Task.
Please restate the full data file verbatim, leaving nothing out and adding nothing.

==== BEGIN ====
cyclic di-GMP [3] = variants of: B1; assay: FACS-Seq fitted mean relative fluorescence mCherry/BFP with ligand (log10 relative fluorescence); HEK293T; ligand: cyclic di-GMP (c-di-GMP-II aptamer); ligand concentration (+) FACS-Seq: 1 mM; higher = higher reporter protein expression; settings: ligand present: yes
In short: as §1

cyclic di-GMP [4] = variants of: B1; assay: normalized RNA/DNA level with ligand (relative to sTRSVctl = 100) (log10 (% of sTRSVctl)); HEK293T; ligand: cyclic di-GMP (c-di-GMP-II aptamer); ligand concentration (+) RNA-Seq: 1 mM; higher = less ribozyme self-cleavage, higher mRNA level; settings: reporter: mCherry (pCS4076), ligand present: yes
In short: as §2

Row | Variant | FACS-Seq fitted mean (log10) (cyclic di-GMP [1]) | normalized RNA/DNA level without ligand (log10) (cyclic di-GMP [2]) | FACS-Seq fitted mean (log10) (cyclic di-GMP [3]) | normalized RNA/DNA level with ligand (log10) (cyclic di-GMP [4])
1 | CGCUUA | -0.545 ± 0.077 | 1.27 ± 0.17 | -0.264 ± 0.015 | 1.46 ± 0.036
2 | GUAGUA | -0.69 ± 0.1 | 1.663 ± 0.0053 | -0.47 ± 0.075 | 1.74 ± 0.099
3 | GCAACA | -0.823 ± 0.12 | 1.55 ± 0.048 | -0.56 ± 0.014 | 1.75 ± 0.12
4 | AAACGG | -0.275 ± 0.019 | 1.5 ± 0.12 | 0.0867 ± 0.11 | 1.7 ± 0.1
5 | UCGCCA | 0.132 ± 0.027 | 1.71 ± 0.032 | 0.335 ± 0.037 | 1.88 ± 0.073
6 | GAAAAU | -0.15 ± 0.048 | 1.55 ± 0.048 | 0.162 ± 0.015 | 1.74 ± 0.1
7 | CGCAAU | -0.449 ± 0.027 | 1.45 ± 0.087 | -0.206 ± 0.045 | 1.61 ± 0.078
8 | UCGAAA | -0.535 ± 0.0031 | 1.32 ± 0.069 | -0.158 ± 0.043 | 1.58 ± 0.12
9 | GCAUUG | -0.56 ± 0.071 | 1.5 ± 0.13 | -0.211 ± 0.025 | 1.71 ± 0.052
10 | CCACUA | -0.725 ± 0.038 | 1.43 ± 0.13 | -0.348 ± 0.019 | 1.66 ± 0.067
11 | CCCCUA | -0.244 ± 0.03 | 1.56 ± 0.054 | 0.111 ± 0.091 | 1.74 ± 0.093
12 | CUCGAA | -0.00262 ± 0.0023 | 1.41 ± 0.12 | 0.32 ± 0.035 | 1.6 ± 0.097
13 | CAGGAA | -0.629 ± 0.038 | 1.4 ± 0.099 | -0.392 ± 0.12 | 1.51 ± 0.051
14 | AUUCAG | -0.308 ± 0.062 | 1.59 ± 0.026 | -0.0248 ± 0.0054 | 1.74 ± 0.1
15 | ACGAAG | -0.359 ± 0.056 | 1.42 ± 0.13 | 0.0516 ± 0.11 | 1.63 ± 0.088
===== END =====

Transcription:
cyclic di-GMP [3] = variants of: B1; assay: FACS-Seq fitted mean relative fluorescence mCherry/BFP with ligand (log10 relative fluorescence); HEK293T; ligand: cyclic di-GMP (c-di-GMP-II aptamer); ligand concentration (+) FACS-Seq: 1 mM; higher = higher reporter protein expression; settings: ligand present: yes
In short: as §1

cyclic di-GMP [4] = variants of: B1; assay: normalized RNA/DNA level with ligand (relative to sTRSVctl = 100) (log10 (% of sTRSVctl)); HEK293T; ligand: cyclic di-GMP (c-di-GMP-II aptamer); ligand concentration (+) RNA-Seq: 1 mM; higher = less ribozyme self-cleavage, higher mRNA level; settings: reporter: mCherry (pCS4076), ligand present: yes
In short: as §2

Row | Variant | FACS-Seq fitted mean (log10) (cyclic di-GMP [1]) | normalized RNA/DNA level without ligand (log10) (cyclic di-GMP [2]) | FACS-Seq fitted mean (log10) (cyclic di-GMP [3]) | normalized RNA/DNA level with ligand (log10) (cyclic di-GMP [4])
1 | CGCUUA | -0.545 ± 0.077 | 1.27 ± 0.17 | -0.264 ± 0.015 | 1.46 ± 0.036
2 | GUAGUA | -0.69 ± 0.1 | 1.663 ± 0.0053 | -0.47 ± 0.075 | 1.74 ± 0.099
3 | GCAACA | -0.823 ± 0.12 | 1.55 ± 0.048 | -0.56 ± 0.014 | 1.75 ± 0.12
4 | AAACGG | -0.275 ± 0.019 | 1.5 ± 0.12 | 0.0867 ± 0.11 | 1.7 ± 0.1
5 | UCGCCA | 0.132 ± 0.027 | 1.71 ± 0.032 | 0.335 ± 0.037 | 1.88 ± 0.073
6 | GAAAAU | -0.15 ± 0.048 | 1.55 ± 0.048 | 0.162 ± 0.015 | 1.74 ± 0.1
7 | CGCAAU | -0.449 ± 0.027 | 1.45 ± 0.087 | -0.206 ± 0.045 | 1.61 ± 0.078
8 | UCGAAA | -0.535 ± 0.0031 | 1.32 ± 0.069 | -0.158 ± 0.043 | 1.58 ± 0.12
9 | GCAUUG | -0.56 ± 0.071 | 1.5 ± 0.13 | -0.211 ± 0.025 | 1.71 ± 0.052
10 | CCACUA | -0.725 ± 0.038 | 1.43 ± 0.13 | -0.348 ± 0.019 | 1.66 ± 0.067
11 | CCCCUA | -0.244 ± 0.03 | 1.56 ± 0.054 | 0.111 ± 0.091 | 1.74 ± 0.093
12 | CUCGAA | -0.00262 ± 0.0023 | 1.41 ± 0.12 | 0.32 ± 0.035 | 1.6 ± 0.097
13 | CAGGAA | -0.629 ± 0.038 | 1.4 ± 0.099 | -0.392 ± 0.12 | 1.51 ± 0.051
14 | AUUCAG | -0.308 ± 0.062 | 1.59 ± 0.026 | -0.0248 ± 0.0054 | 1.74 ± 0.1
15 | ACGAAG | -0.359 ± 0.056 | 1.42 ± 0.13 | 0.0516 ± 0.11 | 1.63 ± 0.088